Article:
of changes in tropical forest tenure arrangements; the assessment
of economic efficiency of community producers and the obstacles
they face; and the development of mechanisms to facilitate information
exchange and capacity building of community entrepreneurs.
Group Spokesperson Luiz Cesar Gasser noted that it had been
an intense meeting and thanked the Chair for his able leadership.
Group Spokesperson Aulikki Kauppila (Finland) said ITTC-35
had been very constructive, notably through agreeing on the Biennial
Work Programme. She suggested avoiding simultaneous meetings of
committees at subsequent ITTC sessions, and called for emphasis
on: the establishment of regional offices; forest law enforcement;
market access issues; capacity building; timely assessments of
financial matters; and data collection.
the youngest ITTO member, Nigeria expressed its gratitude for
being admitted this year.
highlighted the importance of addressing illegal trade and logging
through collaborative efforts and noted its government's efforts
to combat these issues. Japan commended
the ITTO for its contribution to timber trade development. Stressing
the importance of cooperation between consumers and producers,
he encouraged member countries to work cooperatively and flexibly
at the PrepCom and next year's formal negotiations. Japan also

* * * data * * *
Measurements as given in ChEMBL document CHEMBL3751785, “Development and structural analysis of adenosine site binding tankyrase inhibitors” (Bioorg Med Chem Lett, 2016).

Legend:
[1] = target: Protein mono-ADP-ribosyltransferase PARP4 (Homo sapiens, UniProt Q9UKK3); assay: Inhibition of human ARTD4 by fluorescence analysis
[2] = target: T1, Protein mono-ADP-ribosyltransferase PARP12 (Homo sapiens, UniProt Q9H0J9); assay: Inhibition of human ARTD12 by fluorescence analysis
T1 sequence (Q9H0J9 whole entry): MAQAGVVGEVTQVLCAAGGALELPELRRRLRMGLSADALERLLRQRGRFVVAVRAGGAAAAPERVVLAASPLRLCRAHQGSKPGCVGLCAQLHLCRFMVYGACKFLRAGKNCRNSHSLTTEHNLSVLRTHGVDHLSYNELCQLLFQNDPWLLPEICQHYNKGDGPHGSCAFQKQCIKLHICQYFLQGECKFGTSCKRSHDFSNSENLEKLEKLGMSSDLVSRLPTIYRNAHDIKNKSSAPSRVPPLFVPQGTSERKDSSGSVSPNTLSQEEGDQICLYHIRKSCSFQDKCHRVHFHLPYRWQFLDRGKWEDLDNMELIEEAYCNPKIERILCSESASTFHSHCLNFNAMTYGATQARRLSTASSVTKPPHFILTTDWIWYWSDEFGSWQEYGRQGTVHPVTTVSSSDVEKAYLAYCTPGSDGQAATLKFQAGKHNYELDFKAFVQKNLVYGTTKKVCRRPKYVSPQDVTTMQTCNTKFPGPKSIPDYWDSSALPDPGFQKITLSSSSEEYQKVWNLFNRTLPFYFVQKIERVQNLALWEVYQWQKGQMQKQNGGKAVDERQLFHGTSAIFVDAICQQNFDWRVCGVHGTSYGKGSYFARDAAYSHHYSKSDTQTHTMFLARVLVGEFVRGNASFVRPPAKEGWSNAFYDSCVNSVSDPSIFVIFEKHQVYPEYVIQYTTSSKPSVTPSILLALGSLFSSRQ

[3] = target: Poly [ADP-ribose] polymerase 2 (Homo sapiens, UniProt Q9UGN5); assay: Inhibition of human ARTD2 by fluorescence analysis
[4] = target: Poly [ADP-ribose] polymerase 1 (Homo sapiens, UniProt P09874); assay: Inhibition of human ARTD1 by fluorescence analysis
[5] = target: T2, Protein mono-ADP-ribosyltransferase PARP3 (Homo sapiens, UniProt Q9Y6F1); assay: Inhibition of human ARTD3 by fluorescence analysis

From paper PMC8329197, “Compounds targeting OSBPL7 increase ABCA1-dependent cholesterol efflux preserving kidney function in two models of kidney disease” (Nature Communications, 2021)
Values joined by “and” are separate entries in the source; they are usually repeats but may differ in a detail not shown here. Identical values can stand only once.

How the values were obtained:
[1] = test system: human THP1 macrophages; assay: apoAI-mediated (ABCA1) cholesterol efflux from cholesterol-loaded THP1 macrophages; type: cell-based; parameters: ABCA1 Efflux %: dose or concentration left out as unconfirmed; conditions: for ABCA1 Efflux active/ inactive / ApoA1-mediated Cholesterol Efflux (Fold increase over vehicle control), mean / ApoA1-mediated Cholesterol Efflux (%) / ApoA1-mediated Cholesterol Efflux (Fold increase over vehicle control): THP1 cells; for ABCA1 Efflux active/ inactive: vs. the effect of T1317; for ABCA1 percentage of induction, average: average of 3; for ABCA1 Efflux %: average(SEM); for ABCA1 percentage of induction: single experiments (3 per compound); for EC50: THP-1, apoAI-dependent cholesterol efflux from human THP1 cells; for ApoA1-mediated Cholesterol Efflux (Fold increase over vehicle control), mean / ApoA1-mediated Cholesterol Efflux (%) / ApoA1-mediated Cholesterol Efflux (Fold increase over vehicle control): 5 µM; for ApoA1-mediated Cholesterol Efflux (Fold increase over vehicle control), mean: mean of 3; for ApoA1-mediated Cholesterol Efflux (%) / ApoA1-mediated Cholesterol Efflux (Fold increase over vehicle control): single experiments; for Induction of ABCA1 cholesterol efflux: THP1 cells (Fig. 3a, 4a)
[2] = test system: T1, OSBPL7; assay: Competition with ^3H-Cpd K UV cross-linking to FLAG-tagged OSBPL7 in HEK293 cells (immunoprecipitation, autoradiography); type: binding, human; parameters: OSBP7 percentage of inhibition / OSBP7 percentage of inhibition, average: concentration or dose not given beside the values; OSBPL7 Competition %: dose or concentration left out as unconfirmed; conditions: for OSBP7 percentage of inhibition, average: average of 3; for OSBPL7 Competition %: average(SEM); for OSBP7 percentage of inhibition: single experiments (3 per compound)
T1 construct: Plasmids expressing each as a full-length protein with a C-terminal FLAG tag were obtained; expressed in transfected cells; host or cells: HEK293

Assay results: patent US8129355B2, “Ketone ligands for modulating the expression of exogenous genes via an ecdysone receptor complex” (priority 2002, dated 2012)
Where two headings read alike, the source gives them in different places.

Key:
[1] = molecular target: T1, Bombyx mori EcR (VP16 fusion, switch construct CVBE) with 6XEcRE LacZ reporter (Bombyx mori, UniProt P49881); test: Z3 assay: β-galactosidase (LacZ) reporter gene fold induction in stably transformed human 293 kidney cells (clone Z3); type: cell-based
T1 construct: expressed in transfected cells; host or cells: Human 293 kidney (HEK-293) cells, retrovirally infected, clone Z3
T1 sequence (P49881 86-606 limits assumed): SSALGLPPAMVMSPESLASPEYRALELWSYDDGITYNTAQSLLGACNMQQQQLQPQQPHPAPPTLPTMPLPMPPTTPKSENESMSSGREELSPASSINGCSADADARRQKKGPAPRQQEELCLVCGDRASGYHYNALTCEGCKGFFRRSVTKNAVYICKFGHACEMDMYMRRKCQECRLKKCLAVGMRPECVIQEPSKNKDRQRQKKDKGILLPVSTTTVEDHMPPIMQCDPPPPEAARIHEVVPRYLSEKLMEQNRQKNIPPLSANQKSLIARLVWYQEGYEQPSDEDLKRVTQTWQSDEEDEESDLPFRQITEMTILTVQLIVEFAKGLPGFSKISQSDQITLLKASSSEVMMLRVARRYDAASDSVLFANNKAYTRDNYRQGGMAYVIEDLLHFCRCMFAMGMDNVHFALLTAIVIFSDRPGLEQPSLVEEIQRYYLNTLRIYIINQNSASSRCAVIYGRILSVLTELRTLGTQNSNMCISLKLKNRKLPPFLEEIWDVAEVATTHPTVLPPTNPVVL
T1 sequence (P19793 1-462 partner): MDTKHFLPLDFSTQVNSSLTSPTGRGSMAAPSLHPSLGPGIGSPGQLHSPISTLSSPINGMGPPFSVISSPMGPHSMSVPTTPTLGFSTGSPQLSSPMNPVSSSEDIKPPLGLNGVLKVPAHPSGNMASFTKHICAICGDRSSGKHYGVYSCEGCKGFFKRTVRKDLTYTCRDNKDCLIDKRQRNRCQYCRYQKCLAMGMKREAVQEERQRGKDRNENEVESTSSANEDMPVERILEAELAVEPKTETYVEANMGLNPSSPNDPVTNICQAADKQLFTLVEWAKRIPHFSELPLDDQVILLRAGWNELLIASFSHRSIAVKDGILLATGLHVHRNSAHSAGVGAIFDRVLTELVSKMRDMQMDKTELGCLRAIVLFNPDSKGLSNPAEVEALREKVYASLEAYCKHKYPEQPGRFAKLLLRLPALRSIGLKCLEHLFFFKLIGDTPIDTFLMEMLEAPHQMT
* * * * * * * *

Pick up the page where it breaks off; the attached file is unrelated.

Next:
extended its continued support to ITTO.
Enerunga, Minister of the Environment, Nature Conservation,
Water and Forests, Democratic Republic of Congo (DRC),
outlined the extent of natural forests in his country, noting,
however, that the forestry sector makes only a minor contribution
to the economy. He said that the DRC is committed to improving
its forestry sector and that significant reforms in forest
governance are underway, focusing on: equitable land distribution
based on development, conservation and forestry objectives;
a moratorium on new allocations of forest concessions until
reforms are completed; tax reforms; and revision of existing
forestry contracts to comply with the DRC's new forestry code.
He also noted that the DRC plans to increase the amount of
its forest-protected areas to 15% of the total national area.
Enerunga recommended, inter alia, the use of remote sensing
tools to support the conservation of protected areas, encouragement
of SFM, and international support.
(left) emphasized cooperation and partnership; The
EU (right) highlighted the adoption of the Biennial Work Programme
and expressed confidence in cooperative development of guidelines
for its implementation. He stressed the importance of implementing
forestry laws, and said that initiatives such as certification
will serve to improve the ITTO's image and stimulate constructive
Drake, Canada (left) and Papua New Guinea (right).
ITTO website, with provisional
for the meeting, and information about the ITTO.
ENB summary from ITTC-34: (HTML, PDF,
ENB summary from ITTC-33: (HTML, PDF,
ENB summary from ITTC-32: (HTML, PDF,
desertification and land issues page, including a brief
introduction to global forest policy.